3. John Hurt chest-burst death in Alien (’79). Francis comment: “The death that shocked audiences all over the world.” HE comment: Well, okay but people weren’t reacting to Hurt’s death as much as the realistic physical effects that made the chest-fever scene seem so vivid and traumatic. It wasn’t a death thing but a ‘holy shit, how did they do that?'”
4. Rutger Hauer‘s wings-of-a-dove death scene in Blade Runner (’82). Francis comment: “All those moments will be lost in time like tears…in the rain. Time…to die.” HE comment: “One of the saddest, gentlest and most beautiful death scenes in movie history.”
5. Josh Brolin‘s off-screen death in No Country For Old Men (’07). HE comment: “One of the strangest directorial cheats of all time…almost on a fuck-you level…you spend a whole film with a guy and then he gets blown away by some crazy Mexicans and we don’t get to witness it in real time?”
6. James Cagney‘s blown-to-kingdom-come death in Raoul Walsh‘s White Heat (’49). HE comment: “Better to go out with a big glorious bang than whimpering and anesthetized inside some padded cell.”
7. A lovesick, house-sized ape plummets 86 stories to his death in King Kong (’33). HE comment: “20 or 30 seconds before he lets go and falls there’s an expression on Kong’s face as he looks up at the planes. The look says “you fucking assholes…I’m in love and all you want to do is kill me…you’re such pricks, all of you…why didn’t you just leave me alone with Faye Wray back on the island? I would’ve taken care of her.”
8. Each and every electric-chair death in The Green Mile elicits HE contempt. As God is my witness I’ll never see that godawful film again.
9. William Holden‘s pointless and easily avoidable death in Sunset Boulevard. HE comment: Joe Gillis knows that Norma Desmond tends to react over-dramatically about everything, and he knows that she’s obsessively in love with him, and that the odds of her doing something rash if he announces he’s leaving her are high. If Gillis was smart he’d play it cool, leave her a sensible note, take the nice wardrobe and escape while she’s sleeping. And then go to the cops and say, “There’s an eccentric wealthy woman who may do something violent.”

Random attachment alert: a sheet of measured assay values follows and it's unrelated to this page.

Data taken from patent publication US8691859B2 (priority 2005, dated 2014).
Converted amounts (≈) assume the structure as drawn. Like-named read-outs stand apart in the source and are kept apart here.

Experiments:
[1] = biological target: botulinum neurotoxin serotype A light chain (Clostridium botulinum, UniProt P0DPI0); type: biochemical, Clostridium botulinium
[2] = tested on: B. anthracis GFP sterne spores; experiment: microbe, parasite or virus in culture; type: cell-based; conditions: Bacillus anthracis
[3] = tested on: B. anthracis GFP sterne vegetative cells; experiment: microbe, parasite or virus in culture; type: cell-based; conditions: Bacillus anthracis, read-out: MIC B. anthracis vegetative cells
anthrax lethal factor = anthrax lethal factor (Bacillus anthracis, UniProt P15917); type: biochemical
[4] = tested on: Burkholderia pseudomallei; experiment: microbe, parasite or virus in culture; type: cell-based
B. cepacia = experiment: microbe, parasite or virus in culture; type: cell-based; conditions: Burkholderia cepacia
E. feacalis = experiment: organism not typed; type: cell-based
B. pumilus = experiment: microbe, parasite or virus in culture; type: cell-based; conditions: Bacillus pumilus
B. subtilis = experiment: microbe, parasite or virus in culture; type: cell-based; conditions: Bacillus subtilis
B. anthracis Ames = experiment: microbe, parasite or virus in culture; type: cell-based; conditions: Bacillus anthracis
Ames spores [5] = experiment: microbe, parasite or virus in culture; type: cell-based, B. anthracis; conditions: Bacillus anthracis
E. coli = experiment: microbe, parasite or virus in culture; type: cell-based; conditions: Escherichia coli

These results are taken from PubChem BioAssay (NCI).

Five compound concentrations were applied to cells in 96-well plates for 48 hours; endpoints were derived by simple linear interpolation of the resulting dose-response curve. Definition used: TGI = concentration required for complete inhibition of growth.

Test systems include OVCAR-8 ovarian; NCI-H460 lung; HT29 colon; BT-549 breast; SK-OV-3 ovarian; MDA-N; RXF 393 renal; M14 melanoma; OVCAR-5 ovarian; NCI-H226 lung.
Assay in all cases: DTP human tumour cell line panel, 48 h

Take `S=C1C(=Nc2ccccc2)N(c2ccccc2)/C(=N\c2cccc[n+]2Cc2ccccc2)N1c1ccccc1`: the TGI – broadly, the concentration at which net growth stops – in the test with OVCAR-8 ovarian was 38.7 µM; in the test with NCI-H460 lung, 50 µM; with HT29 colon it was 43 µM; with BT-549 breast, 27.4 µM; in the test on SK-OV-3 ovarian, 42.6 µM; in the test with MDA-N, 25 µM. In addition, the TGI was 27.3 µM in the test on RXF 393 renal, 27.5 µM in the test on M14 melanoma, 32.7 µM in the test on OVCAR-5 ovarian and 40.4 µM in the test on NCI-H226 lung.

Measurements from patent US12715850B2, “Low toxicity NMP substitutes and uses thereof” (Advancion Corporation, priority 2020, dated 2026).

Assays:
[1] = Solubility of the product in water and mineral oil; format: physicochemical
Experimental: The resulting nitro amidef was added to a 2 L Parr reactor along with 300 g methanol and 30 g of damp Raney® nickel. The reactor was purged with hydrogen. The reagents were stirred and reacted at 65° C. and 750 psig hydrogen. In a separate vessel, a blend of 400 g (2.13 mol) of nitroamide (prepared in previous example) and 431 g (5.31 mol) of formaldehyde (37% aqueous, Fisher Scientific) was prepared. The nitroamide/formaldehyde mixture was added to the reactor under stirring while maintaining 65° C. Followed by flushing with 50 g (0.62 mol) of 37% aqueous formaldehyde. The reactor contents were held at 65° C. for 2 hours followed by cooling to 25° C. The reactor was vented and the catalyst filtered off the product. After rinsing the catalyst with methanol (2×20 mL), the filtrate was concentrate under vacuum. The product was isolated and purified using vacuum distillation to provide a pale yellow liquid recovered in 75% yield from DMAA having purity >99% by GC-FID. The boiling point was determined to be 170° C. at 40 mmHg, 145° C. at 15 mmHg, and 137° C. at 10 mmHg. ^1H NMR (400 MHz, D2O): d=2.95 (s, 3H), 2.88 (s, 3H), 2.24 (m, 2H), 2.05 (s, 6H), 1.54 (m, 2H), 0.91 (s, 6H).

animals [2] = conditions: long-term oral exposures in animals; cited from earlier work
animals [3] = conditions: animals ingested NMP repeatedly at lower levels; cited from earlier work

…and which will never manifest again. CD and cassette players are gone forever…obviously. No more ashtrays…no problem. No more triangular vents at the front of the driver’s side and front passsenger windows, which were great for flicking ashes out of. Large backseat areas that offered ample leg room…gone and too bad.
But the yesteryear perk that I’m truly sorry has disappeared are those old, padded, well-upholstered, couch-like seats with the mohair velvet seat coverings. And the soothing old car aroma that resulted. (Which was occasionally mixed with the after-aroma of pipe or cigar smoke.) I’m talking about a grandfather-car aroma that I vaguely recall from way back. I visited a classic car show in Long Beach in the late ’80s or early ’90s — I might remember it from that.
Classic car buffs know what I’m talking about. It’s an entire culture unto itself.
I’ve never once sat in, much less driven, a 1920s-era Stutz Bearcat or anything resembling that swanky Norman Desmond car from Sunset Boulevard (a 1929 Isotta Fraschini — ee-ZOH-tah frah-SKEE-nee for morons), and I probably never will be. The luxury levels back then (i.e., Mollie Burkhart‘s era) were off the charts.
Car interiors have been almost all plastic and cheap metal for the last…what, 50 or 60 years? The padding in dashboards and trim is most commonly polyurethane foam, while the surface can be a mix of polyvinyl chloride and thermoplastic olefin. The most common plastic in cars is polypropylene, “a highly durable polymer produced from propylene.”